The Huchen or Danube Salmon (Hucho hucho) is a species of freshwater fish of the salmon family Salmonidae. It is native to the Palearctic ecozone. It occurs naturally in the Danube basin in Europe, however it has been introduced elsewhere on the continent. The Huchen is threatened with extinction. Efforts are being taken to reintroduce this species into the wild by commercially producing Huchen larvae. This is done by taking adults just before spawning and keeping them in special tanks. The fry are released once they are 1.5 to 4 inches.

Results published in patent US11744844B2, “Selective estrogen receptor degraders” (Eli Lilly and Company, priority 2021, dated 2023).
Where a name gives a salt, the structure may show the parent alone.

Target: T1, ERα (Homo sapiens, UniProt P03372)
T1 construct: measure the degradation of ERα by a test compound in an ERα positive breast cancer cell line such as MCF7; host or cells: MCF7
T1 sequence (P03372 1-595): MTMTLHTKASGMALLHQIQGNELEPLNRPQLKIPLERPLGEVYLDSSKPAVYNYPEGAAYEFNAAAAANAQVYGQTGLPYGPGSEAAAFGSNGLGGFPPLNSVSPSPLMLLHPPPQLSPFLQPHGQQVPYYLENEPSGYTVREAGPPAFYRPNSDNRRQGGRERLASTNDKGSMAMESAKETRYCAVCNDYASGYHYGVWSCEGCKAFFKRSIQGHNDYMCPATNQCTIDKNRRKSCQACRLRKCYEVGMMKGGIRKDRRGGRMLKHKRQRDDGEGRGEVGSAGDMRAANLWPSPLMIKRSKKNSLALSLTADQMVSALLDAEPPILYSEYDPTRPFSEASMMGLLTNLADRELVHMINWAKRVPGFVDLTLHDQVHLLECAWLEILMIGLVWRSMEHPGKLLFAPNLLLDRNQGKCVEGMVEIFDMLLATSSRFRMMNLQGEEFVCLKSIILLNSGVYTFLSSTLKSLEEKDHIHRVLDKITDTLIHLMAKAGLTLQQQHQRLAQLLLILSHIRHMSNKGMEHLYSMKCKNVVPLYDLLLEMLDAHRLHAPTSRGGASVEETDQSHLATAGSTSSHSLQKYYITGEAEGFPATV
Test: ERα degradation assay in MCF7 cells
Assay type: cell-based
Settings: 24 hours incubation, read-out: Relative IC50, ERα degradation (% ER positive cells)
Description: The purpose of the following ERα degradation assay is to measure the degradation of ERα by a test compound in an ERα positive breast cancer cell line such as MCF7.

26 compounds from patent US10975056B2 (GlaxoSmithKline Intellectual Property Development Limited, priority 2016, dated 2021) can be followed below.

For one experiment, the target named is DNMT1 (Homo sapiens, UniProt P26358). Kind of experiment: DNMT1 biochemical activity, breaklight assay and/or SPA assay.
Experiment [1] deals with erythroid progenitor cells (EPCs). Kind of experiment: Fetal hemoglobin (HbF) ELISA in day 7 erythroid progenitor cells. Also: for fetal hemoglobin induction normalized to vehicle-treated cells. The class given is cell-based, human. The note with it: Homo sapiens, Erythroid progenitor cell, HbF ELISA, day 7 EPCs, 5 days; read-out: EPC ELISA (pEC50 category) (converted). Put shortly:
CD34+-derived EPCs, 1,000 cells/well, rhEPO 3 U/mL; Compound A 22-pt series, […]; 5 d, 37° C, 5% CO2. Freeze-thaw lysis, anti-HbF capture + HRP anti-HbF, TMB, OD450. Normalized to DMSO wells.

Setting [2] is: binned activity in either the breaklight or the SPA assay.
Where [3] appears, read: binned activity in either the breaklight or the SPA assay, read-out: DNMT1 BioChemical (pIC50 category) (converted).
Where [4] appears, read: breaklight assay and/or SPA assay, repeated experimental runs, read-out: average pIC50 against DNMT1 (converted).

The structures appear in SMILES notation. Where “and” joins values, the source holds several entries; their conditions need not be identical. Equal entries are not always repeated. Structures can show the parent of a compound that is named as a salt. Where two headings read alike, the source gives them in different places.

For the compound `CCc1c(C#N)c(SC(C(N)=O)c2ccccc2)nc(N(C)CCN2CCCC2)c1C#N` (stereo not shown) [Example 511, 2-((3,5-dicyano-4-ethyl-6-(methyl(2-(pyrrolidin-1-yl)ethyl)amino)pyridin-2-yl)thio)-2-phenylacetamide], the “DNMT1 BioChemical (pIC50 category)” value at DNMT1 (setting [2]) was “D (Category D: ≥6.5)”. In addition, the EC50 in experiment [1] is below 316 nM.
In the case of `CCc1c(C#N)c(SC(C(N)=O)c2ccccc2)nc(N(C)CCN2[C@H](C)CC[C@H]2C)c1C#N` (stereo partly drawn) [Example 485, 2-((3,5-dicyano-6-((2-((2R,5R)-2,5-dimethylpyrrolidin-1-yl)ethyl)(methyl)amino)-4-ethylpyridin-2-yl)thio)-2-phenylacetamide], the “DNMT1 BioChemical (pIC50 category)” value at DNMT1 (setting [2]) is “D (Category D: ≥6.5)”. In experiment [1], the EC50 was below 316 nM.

This salmon has a slender body that is nearly round in cross-section. The back is reddish-brown and has several dark patches shown in an X or crescent pattern. Large adults are predatory and feed on other species of fish and other small vertebrates such as mice crossing rivers. The heaviest Huchen on record weighed just over 77 pounds and was just under 54 inches long. The Huchen is the largest freshwater fish in Japan.
These permanent freshwater fish spawn in April, once water temperatures reach 43 to 48 Â°F. The Huchen migrates up the river for spawning and the females excavate the gravel bed to make small depressions where the eggs are deposited. Larvae hatch in 30 to 35 days.